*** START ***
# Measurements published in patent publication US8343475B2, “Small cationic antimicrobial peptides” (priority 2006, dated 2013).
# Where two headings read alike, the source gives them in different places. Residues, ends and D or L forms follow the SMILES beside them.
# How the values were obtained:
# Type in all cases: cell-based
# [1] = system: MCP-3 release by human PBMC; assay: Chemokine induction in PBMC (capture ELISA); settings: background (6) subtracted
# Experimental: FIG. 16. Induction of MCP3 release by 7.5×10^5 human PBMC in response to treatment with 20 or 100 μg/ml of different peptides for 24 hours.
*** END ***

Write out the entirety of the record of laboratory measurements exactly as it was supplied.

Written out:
# Measurements published in patent publication US8343475B2, “Small cationic antimicrobial peptides” (priority 2006, dated 2013).
# Where two headings read alike, the source gives them in different places. Residues, ends and D or L forms follow the SMILES beside them.
# How the values were obtained:
# Type in all cases: cell-based
# [1] = system: MCP-3 release by human PBMC; assay: Chemokine induction in PBMC (capture ELISA); settings: background (6) subtracted
# Experimental: FIG. 16. Induction of MCP3 release by 7.5×10^5 human PBMC in response to treatment with 20 or 100 μg/ml of different peptides for 24 hours.